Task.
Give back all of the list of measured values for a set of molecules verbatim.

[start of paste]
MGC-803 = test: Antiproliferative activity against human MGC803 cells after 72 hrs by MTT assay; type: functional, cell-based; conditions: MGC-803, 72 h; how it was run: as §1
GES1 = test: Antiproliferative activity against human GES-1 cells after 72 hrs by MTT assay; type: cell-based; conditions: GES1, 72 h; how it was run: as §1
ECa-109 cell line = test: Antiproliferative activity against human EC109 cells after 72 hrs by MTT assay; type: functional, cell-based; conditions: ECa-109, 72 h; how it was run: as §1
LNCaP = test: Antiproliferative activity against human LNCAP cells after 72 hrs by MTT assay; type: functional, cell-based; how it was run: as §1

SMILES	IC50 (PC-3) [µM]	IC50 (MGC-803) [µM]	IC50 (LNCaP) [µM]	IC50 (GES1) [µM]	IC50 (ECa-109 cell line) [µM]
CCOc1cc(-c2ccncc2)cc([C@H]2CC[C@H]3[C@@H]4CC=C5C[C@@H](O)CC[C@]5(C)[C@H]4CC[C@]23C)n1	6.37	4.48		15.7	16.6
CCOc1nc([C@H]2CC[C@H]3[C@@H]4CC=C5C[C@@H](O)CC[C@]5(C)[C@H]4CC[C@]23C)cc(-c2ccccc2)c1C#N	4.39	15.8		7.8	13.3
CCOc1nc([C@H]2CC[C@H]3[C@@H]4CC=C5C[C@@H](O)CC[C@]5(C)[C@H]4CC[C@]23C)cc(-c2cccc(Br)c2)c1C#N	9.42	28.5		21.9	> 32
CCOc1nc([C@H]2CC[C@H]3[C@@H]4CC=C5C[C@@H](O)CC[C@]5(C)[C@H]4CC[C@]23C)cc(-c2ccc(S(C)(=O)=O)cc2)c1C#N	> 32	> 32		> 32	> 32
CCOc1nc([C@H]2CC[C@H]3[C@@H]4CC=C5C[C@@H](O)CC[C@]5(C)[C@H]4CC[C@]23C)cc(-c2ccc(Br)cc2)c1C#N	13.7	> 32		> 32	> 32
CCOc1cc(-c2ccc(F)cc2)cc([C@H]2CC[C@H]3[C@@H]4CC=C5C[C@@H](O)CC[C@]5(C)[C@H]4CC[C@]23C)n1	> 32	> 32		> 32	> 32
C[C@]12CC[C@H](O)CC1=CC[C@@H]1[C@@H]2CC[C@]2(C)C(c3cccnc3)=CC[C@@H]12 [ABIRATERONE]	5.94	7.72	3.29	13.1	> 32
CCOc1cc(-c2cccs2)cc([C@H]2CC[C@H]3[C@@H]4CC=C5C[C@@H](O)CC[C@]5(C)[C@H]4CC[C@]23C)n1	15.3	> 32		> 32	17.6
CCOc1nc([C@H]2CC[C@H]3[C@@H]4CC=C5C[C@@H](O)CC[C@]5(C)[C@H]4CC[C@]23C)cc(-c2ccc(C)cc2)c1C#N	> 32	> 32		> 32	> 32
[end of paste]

MGC-803 = test: Antiproliferative activity against human MGC803 cells after 72 hrs by MTT assay; type: functional, cell-based; conditions: MGC-803, 72 h; how it was run: as §1
GES1 = test: Antiproliferative activity against human GES-1 cells after 72 hrs by MTT assay; type: cell-based; conditions: GES1, 72 h; how it was run: as §1
ECa-109 cell line = test: Antiproliferative activity against human EC109 cells after 72 hrs by MTT assay; type: functional, cell-based; conditions: ECa-109, 72 h; how it was run: as §1
LNCaP = test: Antiproliferative activity against human LNCAP cells after 72 hrs by MTT assay; type: functional, cell-based; how it was run: as §1

SMILES	IC50 (PC-3) [µM]	IC50 (MGC-803) [µM]	IC50 (LNCaP) [µM]	IC50 (GES1) [µM]	IC50 (ECa-109 cell line) [µM]
CCOc1cc(-c2ccncc2)cc([C@H]2CC[C@H]3[C@@H]4CC=C5C[C@@H](O)CC[C@]5(C)[C@H]4CC[C@]23C)n1	6.37	4.48		15.7	16.6
CCOc1nc([C@H]2CC[C@H]3[C@@H]4CC=C5C[C@@H](O)CC[C@]5(C)[C@H]4CC[C@]23C)cc(-c2ccccc2)c1C#N	4.39	15.8		7.8	13.3
CCOc1nc([C@H]2CC[C@H]3[C@@H]4CC=C5C[C@@H](O)CC[C@]5(C)[C@H]4CC[C@]23C)cc(-c2cccc(Br)c2)c1C#N	9.42	28.5		21.9	> 32
CCOc1nc([C@H]2CC[C@H]3[C@@H]4CC=C5C[C@@H](O)CC[C@]5(C)[C@H]4CC[C@]23C)cc(-c2ccc(S(C)(=O)=O)cc2)c1C#N	> 32	> 32		> 32	> 32
CCOc1nc([C@H]2CC[C@H]3[C@@H]4CC=C5C[C@@H](O)CC[C@]5(C)[C@H]4CC[C@]23C)cc(-c2ccc(Br)cc2)c1C#N	13.7	> 32		> 32	> 32
CCOc1cc(-c2ccc(F)cc2)cc([C@H]2CC[C@H]3[C@@H]4CC=C5C[C@@H](O)CC[C@]5(C)[C@H]4CC[C@]23C)n1	> 32	> 32		> 32	> 32
C[C@]12CC[C@H](O)CC1=CC[C@@H]1[C@@H]2CC[C@]2(C)C(c3cccnc3)=CC[C@@H]12 [ABIRATERONE]	5.94	7.72	3.29	13.1	> 32
CCOc1cc(-c2cccs2)cc([C@H]2CC[C@H]3[C@@H]4CC=C5C[C@@H](O)CC[C@]5(C)[C@H]4CC[C@]23C)n1	15.3	> 32		> 32	17.6
CCOc1nc([C@H]2CC[C@H]3[C@@H]4CC=C5C[C@@H](O)CC[C@]5(C)[C@H]4CC[C@]23C)cc(-c2ccc(C)cc2)c1C#N	> 32	> 32		> 32	> 32